Overnight, China surprised the market with its first trade deficit in more than a year amid escalating trade frictions with the United States, however there may be less than meets the eye here, at least for now.
China's state customs announced that in March export growth unexpectedly dropped -2.7% Y/Y, far below the consensus estimate of an increase of 11.8%.
Looking at the details, for exports to major destinations, exports growth dropped broadly. Specifically, for major DMs, exports to EU, US and Japan decelerated -7.0% yoy, -5.6% yoy and -3.7% yoy, respectively. For major EMs, exports to ASEAN grew by 1.4% yoy from a strong increase of 36.2% yoy in February.
At the same time, import growth rebounded 14.4% Y/Y, more in line with expectations of a 12.0% rebound, although in Yuan terms imports rose a slower-than-expected 5.9%, missing expectations for 7.5%.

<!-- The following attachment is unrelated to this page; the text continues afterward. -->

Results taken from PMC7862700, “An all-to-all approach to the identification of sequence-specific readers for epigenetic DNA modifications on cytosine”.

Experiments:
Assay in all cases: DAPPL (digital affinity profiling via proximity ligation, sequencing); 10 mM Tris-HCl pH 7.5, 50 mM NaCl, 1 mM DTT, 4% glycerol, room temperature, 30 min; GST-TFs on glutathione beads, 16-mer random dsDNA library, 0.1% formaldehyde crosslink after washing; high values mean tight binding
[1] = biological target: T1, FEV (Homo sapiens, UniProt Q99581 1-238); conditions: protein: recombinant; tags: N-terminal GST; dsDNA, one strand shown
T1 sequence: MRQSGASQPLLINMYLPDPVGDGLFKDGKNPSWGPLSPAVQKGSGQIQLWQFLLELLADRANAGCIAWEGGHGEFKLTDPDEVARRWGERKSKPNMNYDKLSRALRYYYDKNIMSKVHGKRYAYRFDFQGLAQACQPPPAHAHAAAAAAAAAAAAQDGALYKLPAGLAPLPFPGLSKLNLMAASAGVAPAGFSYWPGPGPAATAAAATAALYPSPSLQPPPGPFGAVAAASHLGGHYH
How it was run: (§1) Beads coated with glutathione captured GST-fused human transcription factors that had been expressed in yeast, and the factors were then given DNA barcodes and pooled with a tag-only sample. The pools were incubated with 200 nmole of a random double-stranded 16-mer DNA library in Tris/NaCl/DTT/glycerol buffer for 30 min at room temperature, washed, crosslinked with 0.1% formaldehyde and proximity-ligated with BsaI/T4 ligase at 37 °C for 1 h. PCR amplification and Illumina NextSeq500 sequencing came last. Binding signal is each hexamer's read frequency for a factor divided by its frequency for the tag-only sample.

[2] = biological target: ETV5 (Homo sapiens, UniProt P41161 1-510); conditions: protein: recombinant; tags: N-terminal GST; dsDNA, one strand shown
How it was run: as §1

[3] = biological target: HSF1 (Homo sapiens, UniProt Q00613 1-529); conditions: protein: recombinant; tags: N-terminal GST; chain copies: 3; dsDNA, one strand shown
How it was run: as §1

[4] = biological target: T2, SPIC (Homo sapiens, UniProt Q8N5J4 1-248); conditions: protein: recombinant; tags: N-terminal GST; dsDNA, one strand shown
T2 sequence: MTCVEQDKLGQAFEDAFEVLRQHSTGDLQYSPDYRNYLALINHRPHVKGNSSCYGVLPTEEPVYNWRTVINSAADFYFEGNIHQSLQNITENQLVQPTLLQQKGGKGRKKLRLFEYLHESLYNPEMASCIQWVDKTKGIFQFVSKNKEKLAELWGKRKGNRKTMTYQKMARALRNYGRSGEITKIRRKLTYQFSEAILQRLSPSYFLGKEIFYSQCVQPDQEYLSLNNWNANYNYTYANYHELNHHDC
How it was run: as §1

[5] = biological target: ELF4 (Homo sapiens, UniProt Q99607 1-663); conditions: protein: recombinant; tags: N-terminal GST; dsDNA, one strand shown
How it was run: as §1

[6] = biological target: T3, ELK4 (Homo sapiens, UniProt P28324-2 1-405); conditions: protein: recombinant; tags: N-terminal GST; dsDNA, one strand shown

For commodity imports, growth went down both in volume and value terms broadly. Specifically, in volume terms, iron ore imports contracted 10.2% yoy, vs. +0.9% yoy in February; crude oil imports grew 0.6% yoy, vs. +1.5% yoy in February; steel products imports decreased by 5.1% yoy, vs. -5.8% yoy in February. In value terms, iron ore imports continued to contract by -19.3% yoy, vs. -5.4% yoy in February; crude oil imports grew 19.1% yoy, vs. +26.4% yoy in February; steel products imports increased by 11.3% yoy, vs. +11.5% yoy in February.
Of note, the country imported 5.66 million tons soybeans in March, down 11 per cent yoy and a 18% plunge compared to last month, while crude oil imports increased over 7% month-on-month in March to 39.17 million tons, equivalent to 9.22 million barrels per day, which is the second highest on record only after the 9.57 million barrels per day set in January this year.
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